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jump to last post 1-1 of 1 discussions (21 posts)

The politics and social liabilities of Driver-less vehicles ?

  1. ahorseback profile image77
    ahorsebackposted 5 months ago

    So your brand new driver-less vehicle is driving innocently down the highway with your usual car-poolers  ,  you get to the intersection at  5th and Grand   And all of a sudden two things happen at once ,  a loose doberman  runs out into the street on the left and a  congressional lobbyist  in a three piece suit with ear buds in walks off the sidewalk on the right .

    There is no time to stop , Which way does the car swerve ?
    Towards the dog or towards the congressional lobbyist ?

    Careful , You will be graded .

    1. jackclee lm profile image82
      jackclee lmposted 5 months agoin reply to this

      The scenario you described would not happen in my lifetime. The self driving car is a phanthom dream. I see a case of intelligent assisted driving coming and already here in some high end cars. I also see it as an improvement to the many trucks on the highway... however, for day to day driving, I cannot see self driving cars being implemented. There are just too many problems on the road and too many drivers who are not machine “ready”. It is this mixed environment that I wrote about which will defeat the full implementation of self driving vehicles. Here is my test. If they can have self driving cars on the streets in Beijing today, then I will be convinced.

      1. ahorseback profile image77
        ahorsebackposted 5 months agoin reply to this

        Good points all , No there are to many inherent road / traffic hazards , human frailties and technical  nightmares ..........Talk about a climbing highway death toll !

        1. wilderness profile image97
          wildernessposted 5 months agoin reply to this

          And yet...the record of autonomous cars is far better than any human driven rate.  We can think up a thousand odd situations that will give a robotic brain fits, and know that it will make the wrong decision some of the time, but the bottom line is that it will save, not cost, lives.  The savings from drunk drivers alone would tip the scales.

          1. jackclee lm profile image82
            jackclee lmposted 5 months agoin reply to this

            That is the fallacy of people who believe in autonomous cars...
            The safety is the selling point.
            How do you solve the real problem of a mixed driving environment? Humans along side machines?

            1. wilderness profile image97
              wildernessposted 5 months agoin reply to this

              Can you refute that autonomous cars have been in fewer accidents per million miles driven than humans?  No?  Which one is safer, then?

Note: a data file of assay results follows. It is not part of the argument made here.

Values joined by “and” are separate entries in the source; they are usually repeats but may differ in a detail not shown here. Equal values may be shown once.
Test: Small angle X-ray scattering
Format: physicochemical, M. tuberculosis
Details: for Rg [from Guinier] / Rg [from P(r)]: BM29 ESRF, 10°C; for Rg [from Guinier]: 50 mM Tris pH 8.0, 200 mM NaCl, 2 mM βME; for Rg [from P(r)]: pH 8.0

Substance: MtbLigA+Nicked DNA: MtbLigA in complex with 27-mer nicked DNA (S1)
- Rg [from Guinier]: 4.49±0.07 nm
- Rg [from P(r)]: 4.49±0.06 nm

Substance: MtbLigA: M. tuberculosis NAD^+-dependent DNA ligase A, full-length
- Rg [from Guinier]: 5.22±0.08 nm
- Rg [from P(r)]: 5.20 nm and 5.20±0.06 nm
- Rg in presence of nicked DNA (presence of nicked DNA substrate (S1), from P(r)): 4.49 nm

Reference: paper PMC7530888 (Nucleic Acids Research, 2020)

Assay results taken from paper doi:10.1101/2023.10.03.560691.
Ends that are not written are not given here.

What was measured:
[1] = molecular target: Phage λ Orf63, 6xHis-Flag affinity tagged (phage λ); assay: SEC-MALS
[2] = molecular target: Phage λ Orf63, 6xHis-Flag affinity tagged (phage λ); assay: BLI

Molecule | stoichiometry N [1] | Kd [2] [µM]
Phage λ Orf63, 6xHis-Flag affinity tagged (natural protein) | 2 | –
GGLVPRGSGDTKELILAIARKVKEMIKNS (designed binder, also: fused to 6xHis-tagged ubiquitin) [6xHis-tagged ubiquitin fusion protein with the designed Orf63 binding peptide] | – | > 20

I have heard of just one autonomous accident that just should not have happened, when the car drove under a truck it could not "see".  Even then the manufacturer, Tesla, makes a big think of the fact that autonomy is NOT ready for the highways yet, and won't be for some time to come.

              1. jackclee lm profile image82
                jackclee lmposted 5 months agoin reply to this

                You are missing the point. In any controlled environment, the parameters are easy to set and the results can be impressive. However, scale that up by 1000000 or higher and you will see why it will not work. Especially, in the real world, the reality is these cars will have to share the road with us humans for quite a while. As I said, the prove of the pudding is on the streets of Beijing. If autonomous car can survive in that environment, I will become a convert.

                1. ahorseback profile image77
                  ahorsebackposted 5 months agoin reply to this

                  Seriously out of 1.4 billion with a B auto's and 10 million  driver-less cars by 2020 , Isn't  it enough that those ratio's , especially today, cannot be compared effectively ?  There will be a whole new category of highway deaths and  technical causation of automobile accidents   .

                  I often wonder about cell phone blind spots that pocket the mountainous regions of America , where I live as much as 20 -30 % of the area lacks  cell coverage , how will that effect the driver-less car?

                  1. wilderness profile image97
                    wildernessposted 5 months agoin reply to this

                    What am I missing here?  What does cell coverage have to do with anything - those cars "see" things from road signs to the road to obstructions and carry a map to boot.  What do they need, or use, cell coverage for?

                    (If you only have 30% of the rural roads without cell coverage you have a lot more than I do!)

                2. wilderness profile image97
                  wildernessposted 5 months agoin reply to this

                  Well, somebody is missing the point as that is already being done with near perfect results.  We've got quite a ways to go, but for a start that near perfection is pretty darn good.

                  1. jackclee lm profile image82
                    jackclee lmposted 5 months agoin reply to this

                    Where is that? Is it in Beijing? Paris, NYC, Boston...?

 
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